So not only can Jumbones cause blockages in an animal’s intestines, it can also cause them to become extremely ill. Pedigree is now, investigating the problem and it is rumoured that it may have something to do with the sugars contained in the treat. Some sugars are toxic to dogs.
In some ways, I am glad my dog only got his teeth jammed into the treat and that he did not swallow any. I am also pleased that he was calm enough to let me remove it safely from his mouth and no teeth followed the treat into the bin.
When dogs undergo surgery, which may result in them suffering pain for a day or so, or the dog has suffered some other painful trauma, a vet will often prescribe and supply, with specific instructions, a painkiller called Metacam, to give them for as long as is necessary. It is sometimes used to control pain levels in dogs suffering chronic joint problems.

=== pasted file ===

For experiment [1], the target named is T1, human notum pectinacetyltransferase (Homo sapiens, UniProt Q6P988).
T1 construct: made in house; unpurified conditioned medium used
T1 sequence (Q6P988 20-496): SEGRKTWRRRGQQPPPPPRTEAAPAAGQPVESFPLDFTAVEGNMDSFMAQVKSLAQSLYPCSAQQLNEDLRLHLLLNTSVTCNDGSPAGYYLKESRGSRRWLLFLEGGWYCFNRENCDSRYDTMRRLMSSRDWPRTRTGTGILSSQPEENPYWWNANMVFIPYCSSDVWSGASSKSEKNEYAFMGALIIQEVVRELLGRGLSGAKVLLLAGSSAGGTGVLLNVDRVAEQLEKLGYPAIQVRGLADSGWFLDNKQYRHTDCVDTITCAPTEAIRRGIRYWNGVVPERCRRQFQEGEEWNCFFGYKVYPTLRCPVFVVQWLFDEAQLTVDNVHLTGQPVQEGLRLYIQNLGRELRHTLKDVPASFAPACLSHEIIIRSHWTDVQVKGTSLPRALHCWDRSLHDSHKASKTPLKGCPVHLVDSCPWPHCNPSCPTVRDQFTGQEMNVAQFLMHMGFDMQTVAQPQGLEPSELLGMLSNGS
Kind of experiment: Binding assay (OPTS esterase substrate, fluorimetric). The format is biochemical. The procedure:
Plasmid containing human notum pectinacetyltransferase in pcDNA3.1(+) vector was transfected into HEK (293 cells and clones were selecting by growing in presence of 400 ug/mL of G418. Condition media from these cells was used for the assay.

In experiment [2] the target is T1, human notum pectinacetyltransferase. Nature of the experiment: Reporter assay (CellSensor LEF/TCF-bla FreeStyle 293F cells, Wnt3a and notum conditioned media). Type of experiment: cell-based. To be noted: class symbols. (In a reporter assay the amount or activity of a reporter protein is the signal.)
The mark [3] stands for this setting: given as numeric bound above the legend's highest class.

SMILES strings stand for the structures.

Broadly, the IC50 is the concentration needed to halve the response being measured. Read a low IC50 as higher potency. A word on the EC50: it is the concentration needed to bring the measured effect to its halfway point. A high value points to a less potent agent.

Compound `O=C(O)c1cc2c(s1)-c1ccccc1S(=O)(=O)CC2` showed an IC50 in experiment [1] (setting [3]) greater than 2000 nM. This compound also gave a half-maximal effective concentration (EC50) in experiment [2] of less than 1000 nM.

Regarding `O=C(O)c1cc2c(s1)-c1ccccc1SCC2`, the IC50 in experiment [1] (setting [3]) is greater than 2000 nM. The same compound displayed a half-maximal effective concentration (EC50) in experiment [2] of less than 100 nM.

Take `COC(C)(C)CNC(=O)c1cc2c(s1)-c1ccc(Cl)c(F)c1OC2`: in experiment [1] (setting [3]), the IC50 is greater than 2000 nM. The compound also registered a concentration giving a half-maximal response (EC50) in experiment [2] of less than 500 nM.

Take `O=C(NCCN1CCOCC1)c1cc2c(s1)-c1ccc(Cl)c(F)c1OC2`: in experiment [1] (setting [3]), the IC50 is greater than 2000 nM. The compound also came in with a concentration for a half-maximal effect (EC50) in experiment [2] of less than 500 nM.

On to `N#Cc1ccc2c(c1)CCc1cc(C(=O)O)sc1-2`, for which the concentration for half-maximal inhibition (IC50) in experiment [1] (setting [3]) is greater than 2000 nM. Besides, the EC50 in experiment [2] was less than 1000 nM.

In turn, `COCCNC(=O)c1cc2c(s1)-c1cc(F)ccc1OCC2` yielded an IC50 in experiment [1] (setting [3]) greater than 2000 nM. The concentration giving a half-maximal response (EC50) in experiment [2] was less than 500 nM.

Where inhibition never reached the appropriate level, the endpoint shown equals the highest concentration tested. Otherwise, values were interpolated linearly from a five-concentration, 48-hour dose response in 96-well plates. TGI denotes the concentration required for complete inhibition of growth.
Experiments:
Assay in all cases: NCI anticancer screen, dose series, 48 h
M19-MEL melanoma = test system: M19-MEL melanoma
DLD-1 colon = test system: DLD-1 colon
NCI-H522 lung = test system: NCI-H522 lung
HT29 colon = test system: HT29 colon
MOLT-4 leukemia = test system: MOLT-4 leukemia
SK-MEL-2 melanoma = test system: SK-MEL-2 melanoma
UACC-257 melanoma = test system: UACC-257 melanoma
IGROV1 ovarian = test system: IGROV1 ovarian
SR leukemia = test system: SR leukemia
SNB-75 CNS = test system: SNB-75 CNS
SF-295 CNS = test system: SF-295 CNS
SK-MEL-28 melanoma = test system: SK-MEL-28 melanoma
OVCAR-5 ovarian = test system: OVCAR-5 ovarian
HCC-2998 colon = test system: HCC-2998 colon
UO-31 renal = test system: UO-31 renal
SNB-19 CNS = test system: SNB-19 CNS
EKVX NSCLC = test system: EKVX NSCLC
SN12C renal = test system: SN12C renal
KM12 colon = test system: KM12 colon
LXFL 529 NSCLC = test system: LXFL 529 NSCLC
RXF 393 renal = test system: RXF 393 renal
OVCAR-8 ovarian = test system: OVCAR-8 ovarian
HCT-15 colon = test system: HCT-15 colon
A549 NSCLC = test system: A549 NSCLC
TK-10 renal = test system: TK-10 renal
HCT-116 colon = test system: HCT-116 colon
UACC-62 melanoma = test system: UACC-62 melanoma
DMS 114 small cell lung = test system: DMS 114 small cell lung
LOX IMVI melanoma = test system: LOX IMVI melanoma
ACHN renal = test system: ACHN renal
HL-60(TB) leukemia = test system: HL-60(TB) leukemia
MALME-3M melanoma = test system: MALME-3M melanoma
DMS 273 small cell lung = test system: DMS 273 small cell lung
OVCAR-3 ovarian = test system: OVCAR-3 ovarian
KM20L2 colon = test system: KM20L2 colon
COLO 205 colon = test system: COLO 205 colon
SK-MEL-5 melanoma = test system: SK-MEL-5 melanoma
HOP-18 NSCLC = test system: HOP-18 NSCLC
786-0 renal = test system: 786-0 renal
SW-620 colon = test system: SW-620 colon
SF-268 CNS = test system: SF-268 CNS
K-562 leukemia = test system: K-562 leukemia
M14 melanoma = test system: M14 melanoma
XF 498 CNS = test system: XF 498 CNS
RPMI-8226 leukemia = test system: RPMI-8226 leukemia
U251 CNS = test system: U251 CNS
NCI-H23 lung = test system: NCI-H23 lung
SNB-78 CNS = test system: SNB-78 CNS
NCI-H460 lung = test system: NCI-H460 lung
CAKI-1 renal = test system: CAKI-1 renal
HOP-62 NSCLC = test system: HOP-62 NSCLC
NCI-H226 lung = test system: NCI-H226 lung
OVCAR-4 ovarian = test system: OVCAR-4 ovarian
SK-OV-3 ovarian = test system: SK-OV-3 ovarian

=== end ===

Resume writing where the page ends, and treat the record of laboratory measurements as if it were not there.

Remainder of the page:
Metacam is a milky-white suspension held in a special ‘dropper bottle,’ designed to deliver an accurate volume of the solution, drop wise. It is essential when dosing the dog that an overdose is not administered. The active ingredient is Meloxicam, and must not be given to a dog allergic to that substance, or to any dog for longer than is absolutely necessary. Long term usage can cause kidney damage.
The dosage depends on the weight of the dog, for dogs weighing less than 1.5kg, the only accurate way to measure the dose is by using the dropper bottle only; the vet will advise how many drops to give and how often. For dogs weighing over 1.5kg the use of the calibrated syringe, which fits into the neck of the dropper bottle, supplied with the Metacam, is better to draw up the correct dosage from the bottle.